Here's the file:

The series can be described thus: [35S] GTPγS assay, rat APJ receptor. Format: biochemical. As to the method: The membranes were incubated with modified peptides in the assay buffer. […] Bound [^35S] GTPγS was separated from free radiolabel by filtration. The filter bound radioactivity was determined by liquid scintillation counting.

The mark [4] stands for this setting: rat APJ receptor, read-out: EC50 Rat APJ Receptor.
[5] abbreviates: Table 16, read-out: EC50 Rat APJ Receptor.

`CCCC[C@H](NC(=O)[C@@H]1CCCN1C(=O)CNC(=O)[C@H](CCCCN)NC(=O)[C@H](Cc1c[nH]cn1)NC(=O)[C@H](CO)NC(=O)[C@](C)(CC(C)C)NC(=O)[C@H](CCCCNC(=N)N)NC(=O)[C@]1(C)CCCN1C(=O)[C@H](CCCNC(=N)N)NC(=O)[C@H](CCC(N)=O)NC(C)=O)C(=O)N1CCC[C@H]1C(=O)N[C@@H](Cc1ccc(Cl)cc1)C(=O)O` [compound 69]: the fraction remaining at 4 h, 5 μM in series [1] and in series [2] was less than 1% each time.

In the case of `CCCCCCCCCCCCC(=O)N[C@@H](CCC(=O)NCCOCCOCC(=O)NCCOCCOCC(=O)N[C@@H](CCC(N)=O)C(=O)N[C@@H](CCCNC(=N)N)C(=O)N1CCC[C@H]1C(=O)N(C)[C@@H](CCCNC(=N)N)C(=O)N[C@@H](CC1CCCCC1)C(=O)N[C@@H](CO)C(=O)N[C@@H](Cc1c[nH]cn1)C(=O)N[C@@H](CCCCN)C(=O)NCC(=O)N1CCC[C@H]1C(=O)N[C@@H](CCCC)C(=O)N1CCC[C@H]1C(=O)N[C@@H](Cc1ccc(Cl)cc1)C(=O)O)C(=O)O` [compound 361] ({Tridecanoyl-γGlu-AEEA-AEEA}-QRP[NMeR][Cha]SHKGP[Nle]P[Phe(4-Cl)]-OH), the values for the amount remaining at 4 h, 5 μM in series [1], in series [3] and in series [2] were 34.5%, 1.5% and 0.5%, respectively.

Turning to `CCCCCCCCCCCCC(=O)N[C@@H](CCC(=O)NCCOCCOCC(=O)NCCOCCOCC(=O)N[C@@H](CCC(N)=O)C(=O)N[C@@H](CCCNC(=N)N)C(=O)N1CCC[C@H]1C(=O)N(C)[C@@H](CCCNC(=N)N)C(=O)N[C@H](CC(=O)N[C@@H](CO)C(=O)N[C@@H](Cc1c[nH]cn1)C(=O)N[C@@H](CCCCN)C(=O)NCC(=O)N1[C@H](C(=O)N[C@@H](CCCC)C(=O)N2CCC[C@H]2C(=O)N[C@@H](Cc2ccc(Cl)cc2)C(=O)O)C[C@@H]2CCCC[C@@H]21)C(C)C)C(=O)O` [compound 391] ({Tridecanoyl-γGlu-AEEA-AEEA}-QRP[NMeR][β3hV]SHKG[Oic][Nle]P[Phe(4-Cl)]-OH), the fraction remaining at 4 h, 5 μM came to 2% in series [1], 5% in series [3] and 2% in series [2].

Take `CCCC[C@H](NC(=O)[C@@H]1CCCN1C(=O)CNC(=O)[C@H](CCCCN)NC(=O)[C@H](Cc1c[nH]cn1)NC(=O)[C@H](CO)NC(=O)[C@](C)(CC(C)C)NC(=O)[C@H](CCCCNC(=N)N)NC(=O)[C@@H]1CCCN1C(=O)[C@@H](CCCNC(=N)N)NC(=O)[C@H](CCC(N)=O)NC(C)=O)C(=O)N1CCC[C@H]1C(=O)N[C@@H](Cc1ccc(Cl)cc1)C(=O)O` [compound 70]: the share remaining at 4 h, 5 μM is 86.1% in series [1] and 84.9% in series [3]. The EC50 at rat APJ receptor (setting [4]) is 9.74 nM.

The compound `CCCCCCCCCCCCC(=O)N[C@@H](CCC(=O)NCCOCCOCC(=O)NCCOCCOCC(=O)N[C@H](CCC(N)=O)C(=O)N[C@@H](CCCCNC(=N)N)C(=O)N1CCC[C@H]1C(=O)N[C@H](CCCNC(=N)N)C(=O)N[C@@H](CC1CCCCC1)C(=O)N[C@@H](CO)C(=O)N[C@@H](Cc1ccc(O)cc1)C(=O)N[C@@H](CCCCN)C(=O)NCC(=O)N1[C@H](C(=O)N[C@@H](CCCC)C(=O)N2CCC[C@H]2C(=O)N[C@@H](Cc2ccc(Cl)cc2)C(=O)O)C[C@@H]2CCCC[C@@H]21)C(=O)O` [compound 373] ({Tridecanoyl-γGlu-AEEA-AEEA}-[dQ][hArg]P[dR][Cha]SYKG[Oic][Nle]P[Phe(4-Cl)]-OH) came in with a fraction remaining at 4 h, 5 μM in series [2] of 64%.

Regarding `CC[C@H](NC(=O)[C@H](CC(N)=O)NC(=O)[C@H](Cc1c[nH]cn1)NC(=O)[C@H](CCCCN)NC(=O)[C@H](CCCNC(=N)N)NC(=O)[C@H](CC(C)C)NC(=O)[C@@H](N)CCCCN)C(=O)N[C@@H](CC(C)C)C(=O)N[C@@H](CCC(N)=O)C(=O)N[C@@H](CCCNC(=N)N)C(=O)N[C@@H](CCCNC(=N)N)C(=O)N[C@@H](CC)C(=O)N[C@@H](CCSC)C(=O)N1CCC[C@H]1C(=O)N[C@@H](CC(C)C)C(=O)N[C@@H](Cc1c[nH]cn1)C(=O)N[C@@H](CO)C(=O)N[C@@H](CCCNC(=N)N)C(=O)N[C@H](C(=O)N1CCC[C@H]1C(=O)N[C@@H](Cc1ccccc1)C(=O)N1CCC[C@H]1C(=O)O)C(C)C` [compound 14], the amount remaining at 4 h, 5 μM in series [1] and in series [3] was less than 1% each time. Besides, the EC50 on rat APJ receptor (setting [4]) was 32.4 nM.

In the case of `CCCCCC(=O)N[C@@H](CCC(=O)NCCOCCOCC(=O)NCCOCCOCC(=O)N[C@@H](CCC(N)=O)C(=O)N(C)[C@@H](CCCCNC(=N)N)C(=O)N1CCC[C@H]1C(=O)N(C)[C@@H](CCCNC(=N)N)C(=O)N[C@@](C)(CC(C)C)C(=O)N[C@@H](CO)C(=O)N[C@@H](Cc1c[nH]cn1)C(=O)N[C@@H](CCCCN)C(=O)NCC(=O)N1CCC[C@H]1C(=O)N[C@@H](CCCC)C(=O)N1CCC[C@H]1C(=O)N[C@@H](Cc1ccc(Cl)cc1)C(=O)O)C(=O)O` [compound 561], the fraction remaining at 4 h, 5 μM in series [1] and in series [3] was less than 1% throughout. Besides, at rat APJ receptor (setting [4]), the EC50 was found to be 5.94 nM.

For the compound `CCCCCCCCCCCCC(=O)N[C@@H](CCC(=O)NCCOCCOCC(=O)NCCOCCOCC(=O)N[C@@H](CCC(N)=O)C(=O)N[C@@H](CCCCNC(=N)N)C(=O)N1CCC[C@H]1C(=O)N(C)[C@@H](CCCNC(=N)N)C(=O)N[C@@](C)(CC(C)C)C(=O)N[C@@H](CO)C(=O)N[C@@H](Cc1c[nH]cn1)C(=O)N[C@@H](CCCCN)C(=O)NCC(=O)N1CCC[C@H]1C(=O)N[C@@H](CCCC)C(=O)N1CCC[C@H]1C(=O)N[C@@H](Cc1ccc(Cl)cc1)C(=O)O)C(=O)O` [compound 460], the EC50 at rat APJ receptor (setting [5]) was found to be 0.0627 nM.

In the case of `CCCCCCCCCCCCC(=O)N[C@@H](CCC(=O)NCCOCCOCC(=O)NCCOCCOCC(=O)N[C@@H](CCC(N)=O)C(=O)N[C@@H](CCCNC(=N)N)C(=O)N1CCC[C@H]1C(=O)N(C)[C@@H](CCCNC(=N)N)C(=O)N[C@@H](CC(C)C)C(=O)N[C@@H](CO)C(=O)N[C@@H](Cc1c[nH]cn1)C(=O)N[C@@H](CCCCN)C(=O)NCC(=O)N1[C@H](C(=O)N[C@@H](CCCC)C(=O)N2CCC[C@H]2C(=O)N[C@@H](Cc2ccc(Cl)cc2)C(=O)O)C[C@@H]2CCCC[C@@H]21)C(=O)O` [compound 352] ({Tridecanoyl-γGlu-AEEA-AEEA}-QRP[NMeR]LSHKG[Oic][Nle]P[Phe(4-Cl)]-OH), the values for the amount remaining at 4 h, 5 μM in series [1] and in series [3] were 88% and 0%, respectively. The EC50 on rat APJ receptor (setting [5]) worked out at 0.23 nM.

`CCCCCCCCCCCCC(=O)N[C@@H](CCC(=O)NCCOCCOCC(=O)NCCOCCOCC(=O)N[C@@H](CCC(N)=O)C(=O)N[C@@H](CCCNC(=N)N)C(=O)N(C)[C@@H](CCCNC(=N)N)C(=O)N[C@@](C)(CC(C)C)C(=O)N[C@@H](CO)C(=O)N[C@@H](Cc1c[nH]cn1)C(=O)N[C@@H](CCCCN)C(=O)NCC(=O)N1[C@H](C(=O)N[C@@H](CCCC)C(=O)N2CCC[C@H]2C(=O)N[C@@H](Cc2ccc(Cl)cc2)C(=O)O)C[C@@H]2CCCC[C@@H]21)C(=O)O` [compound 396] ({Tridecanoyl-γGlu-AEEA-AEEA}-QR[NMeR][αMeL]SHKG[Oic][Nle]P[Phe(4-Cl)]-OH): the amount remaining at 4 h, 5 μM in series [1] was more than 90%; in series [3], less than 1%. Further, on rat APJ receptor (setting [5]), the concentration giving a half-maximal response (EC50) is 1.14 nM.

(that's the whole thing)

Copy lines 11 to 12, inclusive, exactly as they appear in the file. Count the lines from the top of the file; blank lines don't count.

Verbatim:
For the compound `CCCCCCCCCCCCC(=O)N[C@@H](CCC(=O)NCCOCCOCC(=O)NCCOCCOCC(=O)N[C@@H](CCC(N)=O)C(=O)N[C@@H](CCCCNC(=N)N)C(=O)N1CCC[C@H]1C(=O)N(C)[C@@H](CCCNC(=N)N)C(=O)N[C@@](C)(CC(C)C)C(=O)N[C@@H](CO)C(=O)N[C@@H](Cc1c[nH]cn1)C(=O)N[C@@H](CCCCN)C(=O)NCC(=O)N1CCC[C@H]1C(=O)N[C@@H](CCCC)C(=O)N1CCC[C@H]1C(=O)N[C@@H](Cc1ccc(Cl)cc1)C(=O)O)C(=O)O` [compound 460], the EC50 at rat APJ receptor (setting [5]) was found to be 0.0627 nM.

In the case of `CCCCCCCCCCCCC(=O)N[C@@H](CCC(=O)NCCOCCOCC(=O)NCCOCCOCC(=O)N[C@@H](CCC(N)=O)C(=O)N[C@@H](CCCNC(=N)N)C(=O)N1CCC[C@H]1C(=O)N(C)[C@@H](CCCNC(=N)N)C(=O)N[C@@H](CC(C)C)C(=O)N[C@@H](CO)C(=O)N[C@@H](Cc1c[nH]cn1)C(=O)N[C@@H](CCCCN)C(=O)NCC(=O)N1[C@H](C(=O)N[C@@H](CCCC)C(=O)N2CCC[C@H]2C(=O)N[C@@H](Cc2ccc(Cl)cc2)C(=O)O)C[C@@H]2CCCC[C@@H]21)C(=O)O` [compound 352] ({Tridecanoyl-γGlu-AEEA-AEEA}-QRP[NMeR]LSHKG[Oic][Nle]P[Phe(4-Cl)]-OH), the values for the amount remaining at 4 h, 5 μM in series [1] and in series [3] were 88% and 0%, respectively. The EC50 on rat APJ receptor (setting [5]) worked out at 0.23 nM.